We used an interdisciplinary approach to explore alternative grading practices across undergraduate STEM disciplines for several reasons. First, STEM disciplines are “not a monolith” (Reinholz et al., 2019); disciplinary differences can have profound impacts on classroom instructional practices, including the uptake of new practices. For example, research finds that adoption of evidence-based teaching strategies is not uniform across STEM fields (Lund & Stains, 2015; Shadle et al., 2017; Stains et al., 2018). Second, grading practices also vary extensively across STEM disciplines (Lipnevich et al., 2020). As a result, we might expect to see differences in how STEM disciplines adopt and adapt alternative grading practices. Such variation has repercussions for students, who must navigate a curriculum that includes a suite of introductory STEM courses, all while making sense of their distinct grading systems. Finally, there is a tendency for discipline-based education research (DBER) to occur in silos, with limited cross-talk across disciplines (Slominski et al., 2023, 2020; Trujillo & Long, 2018). If we are to make systemic changes to our grading practices, it is essential to use interdisciplinary approaches, so that we can build a broad consensus about how grading practices impact student learning, and ultimately, whether they result in more inclusive classrooms.

As an interdisciplinary group, the DBER community at NDSU is uniquely positioned to tackle a scoping review exploring alternative grading practices across undergraduate STEM. We are a collaborative community with faculty, post-doctoral researchers, and graduate students from Biology, Chemistry, Engineering, Physics, and Psychology. We are also active practitioners, teaching courses in which we have implemented alternative grading practices. Represented in our community are faculty who teach nearly every introductory science course, which are typically large-enrollment and often gatekeeping, prerequisite courses. We first began exploring alternative grading practices through a book club in 2020 that read Grading for Equity (Feldman, 2018). Out of this small group grew an interest in alternative grading, both in practice (i.e., how do we implement this in a large enrollment, first-year course) and research (i.e., what impact do these practices have on student outcomes, both cognitive and affective), across the NDSU DBER community.

Scoping review—a type of literature review

The growing interest in alternative grading approaches in undergraduate STEM education, particularly the calls for evidence of their efficacy, warrants an exploration of existing literature. However, the use of alternative grading practices in undergraduate STEM education is relatively recent; as a result, the literature corpus is limited and disparate, and not conducive to more traditional literature reviews like a systematic review or meta-analysis.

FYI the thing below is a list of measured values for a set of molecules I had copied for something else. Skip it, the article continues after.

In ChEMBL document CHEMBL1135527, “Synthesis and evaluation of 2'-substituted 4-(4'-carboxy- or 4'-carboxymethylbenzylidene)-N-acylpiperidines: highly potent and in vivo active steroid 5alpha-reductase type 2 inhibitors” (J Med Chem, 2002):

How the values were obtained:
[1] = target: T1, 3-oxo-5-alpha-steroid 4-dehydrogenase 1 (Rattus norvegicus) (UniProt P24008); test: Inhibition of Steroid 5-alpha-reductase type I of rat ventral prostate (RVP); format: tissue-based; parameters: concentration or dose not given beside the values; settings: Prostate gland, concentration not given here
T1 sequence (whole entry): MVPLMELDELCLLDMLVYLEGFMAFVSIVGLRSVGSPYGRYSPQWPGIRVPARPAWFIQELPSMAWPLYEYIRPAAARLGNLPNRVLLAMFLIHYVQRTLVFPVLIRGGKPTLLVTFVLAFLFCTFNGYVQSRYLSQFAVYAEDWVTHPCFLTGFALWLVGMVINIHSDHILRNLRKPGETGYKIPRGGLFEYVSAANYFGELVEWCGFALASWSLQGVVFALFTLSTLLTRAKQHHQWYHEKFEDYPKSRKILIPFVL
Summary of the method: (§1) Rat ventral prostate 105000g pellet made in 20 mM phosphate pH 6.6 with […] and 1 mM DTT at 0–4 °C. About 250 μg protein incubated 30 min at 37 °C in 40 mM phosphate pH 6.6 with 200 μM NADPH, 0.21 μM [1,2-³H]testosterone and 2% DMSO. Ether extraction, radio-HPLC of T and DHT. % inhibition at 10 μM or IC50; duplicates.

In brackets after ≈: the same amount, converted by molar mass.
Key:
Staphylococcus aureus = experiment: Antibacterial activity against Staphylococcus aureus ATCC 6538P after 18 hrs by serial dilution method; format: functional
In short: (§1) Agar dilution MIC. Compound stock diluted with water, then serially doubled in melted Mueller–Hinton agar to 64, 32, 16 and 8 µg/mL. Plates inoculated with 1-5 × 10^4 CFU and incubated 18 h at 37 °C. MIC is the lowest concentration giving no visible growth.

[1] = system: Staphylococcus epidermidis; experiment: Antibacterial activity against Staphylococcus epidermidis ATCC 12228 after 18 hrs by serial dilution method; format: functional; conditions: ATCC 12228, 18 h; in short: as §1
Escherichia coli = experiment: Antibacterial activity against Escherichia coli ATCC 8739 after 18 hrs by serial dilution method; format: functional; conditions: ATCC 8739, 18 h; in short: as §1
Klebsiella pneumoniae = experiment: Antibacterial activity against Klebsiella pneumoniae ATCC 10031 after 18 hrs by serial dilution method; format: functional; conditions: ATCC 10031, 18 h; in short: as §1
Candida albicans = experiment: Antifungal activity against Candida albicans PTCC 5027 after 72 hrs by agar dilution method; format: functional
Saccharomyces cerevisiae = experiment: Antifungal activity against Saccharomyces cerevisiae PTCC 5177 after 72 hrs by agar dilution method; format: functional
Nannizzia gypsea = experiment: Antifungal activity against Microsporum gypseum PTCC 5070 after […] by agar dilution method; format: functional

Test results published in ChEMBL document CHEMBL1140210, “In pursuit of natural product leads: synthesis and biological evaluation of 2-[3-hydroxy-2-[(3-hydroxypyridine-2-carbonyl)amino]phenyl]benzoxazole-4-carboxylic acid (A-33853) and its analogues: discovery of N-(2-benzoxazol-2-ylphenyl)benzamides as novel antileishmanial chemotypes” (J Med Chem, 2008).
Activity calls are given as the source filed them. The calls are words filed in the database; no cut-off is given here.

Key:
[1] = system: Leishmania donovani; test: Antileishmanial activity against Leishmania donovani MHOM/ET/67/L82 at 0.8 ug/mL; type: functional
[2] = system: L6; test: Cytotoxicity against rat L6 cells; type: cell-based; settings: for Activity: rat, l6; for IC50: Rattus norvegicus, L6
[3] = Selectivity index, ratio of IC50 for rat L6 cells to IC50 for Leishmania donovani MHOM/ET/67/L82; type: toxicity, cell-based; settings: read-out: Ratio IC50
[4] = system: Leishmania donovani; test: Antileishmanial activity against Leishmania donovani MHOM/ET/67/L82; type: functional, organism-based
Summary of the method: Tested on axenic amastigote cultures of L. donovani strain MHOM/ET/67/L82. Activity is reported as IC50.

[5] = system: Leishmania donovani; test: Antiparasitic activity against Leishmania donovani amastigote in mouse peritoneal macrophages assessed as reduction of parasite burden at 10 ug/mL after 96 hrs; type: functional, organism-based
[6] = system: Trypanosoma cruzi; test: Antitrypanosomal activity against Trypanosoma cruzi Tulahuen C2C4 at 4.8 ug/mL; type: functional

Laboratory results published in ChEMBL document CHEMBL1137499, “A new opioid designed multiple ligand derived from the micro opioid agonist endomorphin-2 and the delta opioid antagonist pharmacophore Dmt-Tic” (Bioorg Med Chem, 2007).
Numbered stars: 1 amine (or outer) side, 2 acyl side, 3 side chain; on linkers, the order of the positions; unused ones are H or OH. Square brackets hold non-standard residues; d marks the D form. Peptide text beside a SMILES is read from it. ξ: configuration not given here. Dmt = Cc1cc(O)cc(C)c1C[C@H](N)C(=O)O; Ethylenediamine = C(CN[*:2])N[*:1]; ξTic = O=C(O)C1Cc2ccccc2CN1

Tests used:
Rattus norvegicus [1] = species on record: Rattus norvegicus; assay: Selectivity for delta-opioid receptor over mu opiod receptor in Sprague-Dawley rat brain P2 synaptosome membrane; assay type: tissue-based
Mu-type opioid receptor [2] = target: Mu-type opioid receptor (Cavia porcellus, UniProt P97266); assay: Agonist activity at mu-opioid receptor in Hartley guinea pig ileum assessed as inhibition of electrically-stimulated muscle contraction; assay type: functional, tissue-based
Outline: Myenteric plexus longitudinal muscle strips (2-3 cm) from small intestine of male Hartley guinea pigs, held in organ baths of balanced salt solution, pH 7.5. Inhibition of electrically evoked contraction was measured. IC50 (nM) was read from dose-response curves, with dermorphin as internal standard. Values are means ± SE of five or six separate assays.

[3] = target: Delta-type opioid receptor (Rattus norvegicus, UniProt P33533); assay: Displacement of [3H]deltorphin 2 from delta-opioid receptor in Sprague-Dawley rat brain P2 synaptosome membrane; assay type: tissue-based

Unlike a systematic review, which is narrowly focused and driven by a well-defined research question, a scoping review is suited to rapidly map or describe the current state of an emerging research field (Arksey & O’Malley, 2005; Khalil et al., 2016). Commonly used in healthcare research, scoping reviews follow a systematic approach to determine the extent of research on a particular topic (Arksey & O’Malley, 2005; Munn et al., 2018). In the present study, we adopt the five stage framework of Arksey and O’Malley (2005), which includes (1) identifying the research question, (2) identifying relevant studies, (3) study selection, (4) analysis, and (5) reporting results.

Scoping reviews report the extent and nature of current research on a particular topic and can be used to clarify key concepts, examine research methods, and identify knowledge gaps in the literature (Munn et al., 2018); however, scoping reviews do not describe the quality of existing research (Arksey & O’Malley, 2005). In our current study, we were particularly interested in gaps in the existing literature on alternative grading. Miles (2017) describes seven categories of research gaps which includes evidence gaps, knowledge gaps, practical knowledge gaps, methodological gaps, empirical gaps, theoretical gaps, and population gaps. An evidence gap is indicated when results in the body of literature are contradictory to each other. A knowledge gap is when research is not found; evidence does not exist or has not been published. Practical knowledge gaps are a gap between what is considered empirically as the most supported action, but this does not translate into practice. A methodological gap occurs when a variety of methods are needed to generate new results. An empirical gap occurs when findings or predictions have yet to be empirically verified. When the research area lacks an overarching theoretical backing, a theoretical gap is present. Finally, a population gap is indicated when the current literature lacks representation of a population (e.g. race, gender).